Monday, August 10, 2020

When You Want To Be Who You're Not

Do you ever wish things were different?

I think that, at one time or another, we all wish things were different, but we know that we cannot magically change the world. So, let me ask instead, “Do you ever wish things were different about YOU?”

That’s a different question altogether, isn’t it?

That question is not about things going on around you that you cannot control; it is about the ‘you’ inside, the one thing you can control.

Now, here are a few things we must all understand. First, our world is broken. When Adam and Eve sinned in the Garden of Eden, sin entered into the world. Before that, everything that God had created was good, good, good. Paul refers to the brokenness of our current world when he writes about the creation being
“set free from its slavery to corruption” (Romans 8:18-22). So, we should not be surprised that our circumstances in this world are less than desirable most of the time.

Second, you are broken. When Paul wrote that
“all have sinned and fall short of the glory of God,” he was talking about your brokenness. Focus on the last phrase: “fall short of the glory of God.” We exist as ones who ‘fall short.’ It’s because of sin.

Third, there is hope (a future expectation of life), but you cannot just sit around waiting for hope to come and sweep you off your feet. You have to desire; you have to choose; you have to move. It is called repentance; and it is a complete change of perception.

Fourth, God transcends all this brokenness. He is perfectly perfect and completely complete. My redundancy in describing God is to impress on our minds the reality that God is not broken. He needs no fixing. In fact, His divine character defines all that is ‘good.’ (To be accurate, any one of us could only be described as ‘mostly good.’)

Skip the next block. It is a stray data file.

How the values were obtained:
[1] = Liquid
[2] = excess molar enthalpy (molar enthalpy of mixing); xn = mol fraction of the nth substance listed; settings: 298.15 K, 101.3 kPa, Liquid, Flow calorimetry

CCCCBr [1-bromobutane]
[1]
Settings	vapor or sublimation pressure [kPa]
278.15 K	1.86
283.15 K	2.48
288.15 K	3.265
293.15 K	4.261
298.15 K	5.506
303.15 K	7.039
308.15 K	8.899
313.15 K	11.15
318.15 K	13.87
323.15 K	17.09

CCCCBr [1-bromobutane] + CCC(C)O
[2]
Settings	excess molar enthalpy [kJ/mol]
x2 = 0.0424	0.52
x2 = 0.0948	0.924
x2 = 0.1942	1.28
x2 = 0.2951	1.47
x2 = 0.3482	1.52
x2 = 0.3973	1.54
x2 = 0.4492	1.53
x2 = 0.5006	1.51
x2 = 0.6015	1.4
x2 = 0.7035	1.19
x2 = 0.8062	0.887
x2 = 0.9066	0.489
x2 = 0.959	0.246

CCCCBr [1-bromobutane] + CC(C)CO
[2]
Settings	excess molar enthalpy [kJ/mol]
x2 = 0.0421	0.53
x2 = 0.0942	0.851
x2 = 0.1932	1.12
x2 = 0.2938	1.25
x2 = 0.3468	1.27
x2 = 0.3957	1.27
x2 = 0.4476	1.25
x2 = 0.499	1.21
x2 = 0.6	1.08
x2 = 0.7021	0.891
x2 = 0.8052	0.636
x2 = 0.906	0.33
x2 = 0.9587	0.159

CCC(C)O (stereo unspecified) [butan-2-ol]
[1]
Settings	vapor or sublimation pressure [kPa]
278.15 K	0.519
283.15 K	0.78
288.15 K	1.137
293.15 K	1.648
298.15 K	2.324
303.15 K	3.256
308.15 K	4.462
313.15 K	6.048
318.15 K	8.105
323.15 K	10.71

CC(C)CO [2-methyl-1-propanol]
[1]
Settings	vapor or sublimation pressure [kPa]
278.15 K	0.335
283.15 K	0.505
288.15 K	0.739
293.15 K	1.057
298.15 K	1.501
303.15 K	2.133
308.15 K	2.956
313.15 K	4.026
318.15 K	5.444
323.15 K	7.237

People deal with this imperfect world and their imperfect selves in a variety of ways. The accumulation of money seems to bring happiness. Solomon even said,
“Money is the answer to everything” (Ecclesiastes 10:19). Yet money gave him no answers to life’s deepest quest for meaning. He concluded that wealth, among other things, was futile.

Some people are master escape artists. They seem to be living somewhere else through social media, entertainment of all types, or by burying themselves in work, hobbies, activities, projects, travel, and so on. They will do anything to be somewhere else with someone else.

Still others adopt a ‘Pollyanna attitude’ and look at the world as if everything and everyone is good. As nice as that sounds, it’s just not true.

Satan is the greatest illusionist the world has ever known. Yet, he didn’t fool Jesus. When Jesus sacrificed Himself for you and me on the cross, it was not because everything was good. Jesus was facing the reality of your brokenness. He did not try to escape the brutal reality of life, he embraced it, not accepting it, but rather doing something about it. He brought hope.

Repentance is when we wake up from our sleep of escapism to embrace the hope of Jesus instead of swimming in the mire of falling short of God’s glory. When James wrote,
"consider it all joy when you encounter various trials" (James 1:2),he was inviting us to embrace the reality of hope.

So...embrace hope...and grab a hand and bring someone along.

Mark Stinnett 
August 9, 2020